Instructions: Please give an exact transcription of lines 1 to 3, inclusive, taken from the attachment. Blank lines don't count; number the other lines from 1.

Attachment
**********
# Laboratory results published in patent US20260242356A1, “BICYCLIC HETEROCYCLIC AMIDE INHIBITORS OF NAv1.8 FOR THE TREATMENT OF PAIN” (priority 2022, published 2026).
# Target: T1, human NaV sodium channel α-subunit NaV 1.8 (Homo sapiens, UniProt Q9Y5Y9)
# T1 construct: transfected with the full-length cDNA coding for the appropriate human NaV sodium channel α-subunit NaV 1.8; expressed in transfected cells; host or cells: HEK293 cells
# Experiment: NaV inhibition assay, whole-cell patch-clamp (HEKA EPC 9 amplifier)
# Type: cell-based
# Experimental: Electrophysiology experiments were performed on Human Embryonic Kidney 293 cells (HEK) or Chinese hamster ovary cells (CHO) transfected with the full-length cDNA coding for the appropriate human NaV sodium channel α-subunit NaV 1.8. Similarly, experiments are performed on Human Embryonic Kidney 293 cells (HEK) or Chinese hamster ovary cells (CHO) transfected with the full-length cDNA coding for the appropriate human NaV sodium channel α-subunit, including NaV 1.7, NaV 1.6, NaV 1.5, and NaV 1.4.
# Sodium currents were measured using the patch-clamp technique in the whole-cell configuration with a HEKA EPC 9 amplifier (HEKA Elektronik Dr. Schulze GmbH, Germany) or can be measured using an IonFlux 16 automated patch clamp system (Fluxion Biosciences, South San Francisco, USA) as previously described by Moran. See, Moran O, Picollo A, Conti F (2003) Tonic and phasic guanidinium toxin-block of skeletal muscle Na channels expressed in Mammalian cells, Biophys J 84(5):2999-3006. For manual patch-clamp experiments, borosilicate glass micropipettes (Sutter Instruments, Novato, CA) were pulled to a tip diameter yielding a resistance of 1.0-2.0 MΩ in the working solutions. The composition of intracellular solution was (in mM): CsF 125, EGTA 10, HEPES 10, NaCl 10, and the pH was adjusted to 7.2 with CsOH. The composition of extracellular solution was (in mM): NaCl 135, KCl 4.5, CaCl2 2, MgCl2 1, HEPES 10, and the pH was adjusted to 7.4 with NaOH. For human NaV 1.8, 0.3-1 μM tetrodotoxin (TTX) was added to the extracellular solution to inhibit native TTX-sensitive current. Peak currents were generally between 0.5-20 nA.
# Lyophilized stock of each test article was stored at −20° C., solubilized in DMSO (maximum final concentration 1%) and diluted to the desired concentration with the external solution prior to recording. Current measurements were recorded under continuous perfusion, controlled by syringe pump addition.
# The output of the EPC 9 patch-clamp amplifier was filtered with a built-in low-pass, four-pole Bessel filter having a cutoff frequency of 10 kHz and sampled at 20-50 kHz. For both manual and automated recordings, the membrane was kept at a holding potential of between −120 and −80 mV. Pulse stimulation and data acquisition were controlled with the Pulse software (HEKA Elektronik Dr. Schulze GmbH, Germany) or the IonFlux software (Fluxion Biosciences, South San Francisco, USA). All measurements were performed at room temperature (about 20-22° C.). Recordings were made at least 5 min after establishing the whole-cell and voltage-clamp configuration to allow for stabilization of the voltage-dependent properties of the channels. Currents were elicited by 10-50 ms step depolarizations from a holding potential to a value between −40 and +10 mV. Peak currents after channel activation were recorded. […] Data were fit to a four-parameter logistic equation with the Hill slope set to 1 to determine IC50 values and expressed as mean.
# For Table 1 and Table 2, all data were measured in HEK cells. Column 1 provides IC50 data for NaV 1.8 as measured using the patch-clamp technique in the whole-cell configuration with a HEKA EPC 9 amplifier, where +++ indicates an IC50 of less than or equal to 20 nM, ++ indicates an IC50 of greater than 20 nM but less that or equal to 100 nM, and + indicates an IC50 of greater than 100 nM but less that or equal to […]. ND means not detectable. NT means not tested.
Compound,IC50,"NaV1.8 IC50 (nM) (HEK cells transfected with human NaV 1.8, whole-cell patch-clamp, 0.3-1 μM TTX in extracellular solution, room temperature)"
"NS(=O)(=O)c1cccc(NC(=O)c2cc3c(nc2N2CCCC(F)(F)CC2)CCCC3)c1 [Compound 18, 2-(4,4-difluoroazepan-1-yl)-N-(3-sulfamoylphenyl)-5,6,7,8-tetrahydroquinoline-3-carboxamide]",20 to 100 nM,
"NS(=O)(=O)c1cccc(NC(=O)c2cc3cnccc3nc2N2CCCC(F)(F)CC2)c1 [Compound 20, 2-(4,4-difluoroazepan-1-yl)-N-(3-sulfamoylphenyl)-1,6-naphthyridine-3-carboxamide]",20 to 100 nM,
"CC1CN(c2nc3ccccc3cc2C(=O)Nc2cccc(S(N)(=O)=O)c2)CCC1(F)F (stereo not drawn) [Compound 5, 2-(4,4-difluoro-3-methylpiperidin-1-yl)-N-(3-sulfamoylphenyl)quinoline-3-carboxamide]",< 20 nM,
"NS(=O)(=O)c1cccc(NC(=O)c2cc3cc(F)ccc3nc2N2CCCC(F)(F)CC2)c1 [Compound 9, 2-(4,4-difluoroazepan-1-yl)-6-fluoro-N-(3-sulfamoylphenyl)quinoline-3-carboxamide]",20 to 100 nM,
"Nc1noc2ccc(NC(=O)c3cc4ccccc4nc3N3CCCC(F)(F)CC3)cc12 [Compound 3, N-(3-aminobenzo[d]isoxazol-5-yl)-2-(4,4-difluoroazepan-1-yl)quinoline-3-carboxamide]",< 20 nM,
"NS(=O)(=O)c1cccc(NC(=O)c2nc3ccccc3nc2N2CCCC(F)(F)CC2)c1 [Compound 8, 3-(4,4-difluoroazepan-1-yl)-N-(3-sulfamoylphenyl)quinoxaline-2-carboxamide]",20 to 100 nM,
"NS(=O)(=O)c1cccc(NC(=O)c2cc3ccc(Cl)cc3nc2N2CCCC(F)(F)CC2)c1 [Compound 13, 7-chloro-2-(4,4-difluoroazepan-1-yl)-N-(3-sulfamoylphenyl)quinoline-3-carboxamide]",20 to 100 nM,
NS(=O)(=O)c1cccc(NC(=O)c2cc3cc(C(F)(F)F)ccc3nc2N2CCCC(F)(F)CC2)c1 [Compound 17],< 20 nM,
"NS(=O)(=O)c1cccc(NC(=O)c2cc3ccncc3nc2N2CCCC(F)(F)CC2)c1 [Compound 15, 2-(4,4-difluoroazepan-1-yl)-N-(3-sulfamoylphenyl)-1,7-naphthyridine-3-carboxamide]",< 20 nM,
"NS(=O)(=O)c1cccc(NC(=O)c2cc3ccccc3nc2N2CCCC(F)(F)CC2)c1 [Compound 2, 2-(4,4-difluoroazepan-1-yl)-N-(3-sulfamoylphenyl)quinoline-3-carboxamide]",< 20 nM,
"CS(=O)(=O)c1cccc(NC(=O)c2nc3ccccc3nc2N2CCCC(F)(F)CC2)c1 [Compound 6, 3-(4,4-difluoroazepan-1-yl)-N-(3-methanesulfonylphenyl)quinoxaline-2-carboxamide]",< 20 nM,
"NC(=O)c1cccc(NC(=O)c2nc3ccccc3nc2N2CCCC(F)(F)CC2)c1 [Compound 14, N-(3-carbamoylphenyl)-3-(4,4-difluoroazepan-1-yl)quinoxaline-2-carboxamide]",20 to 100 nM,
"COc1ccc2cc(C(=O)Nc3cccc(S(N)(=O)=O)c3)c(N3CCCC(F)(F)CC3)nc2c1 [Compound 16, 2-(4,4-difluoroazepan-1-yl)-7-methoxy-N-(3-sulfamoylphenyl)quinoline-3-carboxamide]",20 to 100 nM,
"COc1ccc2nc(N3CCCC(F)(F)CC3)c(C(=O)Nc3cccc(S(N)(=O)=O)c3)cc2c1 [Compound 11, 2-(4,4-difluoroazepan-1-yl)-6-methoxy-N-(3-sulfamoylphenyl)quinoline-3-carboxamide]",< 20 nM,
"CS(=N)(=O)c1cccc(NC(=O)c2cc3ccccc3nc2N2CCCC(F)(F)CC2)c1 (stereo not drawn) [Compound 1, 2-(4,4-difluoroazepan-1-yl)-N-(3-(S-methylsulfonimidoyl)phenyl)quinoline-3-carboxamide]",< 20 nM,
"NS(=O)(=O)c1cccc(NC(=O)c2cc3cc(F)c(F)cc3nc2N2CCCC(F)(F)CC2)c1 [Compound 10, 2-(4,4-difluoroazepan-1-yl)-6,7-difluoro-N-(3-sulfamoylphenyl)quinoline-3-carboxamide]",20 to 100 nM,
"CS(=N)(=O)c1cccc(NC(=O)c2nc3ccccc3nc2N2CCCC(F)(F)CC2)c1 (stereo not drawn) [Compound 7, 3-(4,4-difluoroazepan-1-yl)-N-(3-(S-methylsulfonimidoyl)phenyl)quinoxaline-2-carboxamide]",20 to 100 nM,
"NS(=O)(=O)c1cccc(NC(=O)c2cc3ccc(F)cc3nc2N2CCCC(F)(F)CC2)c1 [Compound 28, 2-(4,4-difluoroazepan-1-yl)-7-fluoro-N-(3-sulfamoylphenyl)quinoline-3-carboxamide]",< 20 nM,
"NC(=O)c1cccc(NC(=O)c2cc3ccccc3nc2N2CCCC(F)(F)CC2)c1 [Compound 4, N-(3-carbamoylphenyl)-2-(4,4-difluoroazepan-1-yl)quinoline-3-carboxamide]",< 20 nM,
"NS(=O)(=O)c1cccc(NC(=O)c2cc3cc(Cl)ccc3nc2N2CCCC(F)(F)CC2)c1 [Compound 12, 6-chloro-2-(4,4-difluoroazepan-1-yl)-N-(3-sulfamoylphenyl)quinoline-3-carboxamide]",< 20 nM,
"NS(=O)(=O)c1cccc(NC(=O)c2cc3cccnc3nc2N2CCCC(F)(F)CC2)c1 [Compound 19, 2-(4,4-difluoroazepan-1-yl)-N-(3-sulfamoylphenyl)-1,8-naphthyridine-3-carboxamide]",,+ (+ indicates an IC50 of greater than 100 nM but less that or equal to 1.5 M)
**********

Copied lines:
# Laboratory results published in patent US20260242356A1, “BICYCLIC HETEROCYCLIC AMIDE INHIBITORS OF NAv1.8 FOR THE TREATMENT OF PAIN” (priority 2022, published 2026).
# Target: T1, human NaV sodium channel α-subunit NaV 1.8 (Homo sapiens, UniProt Q9Y5Y9)
# T1 construct: transfected with the full-length cDNA coding for the appropriate human NaV sodium channel α-subunit NaV 1.8; expressed in transfected cells; host or cells: HEK293 cells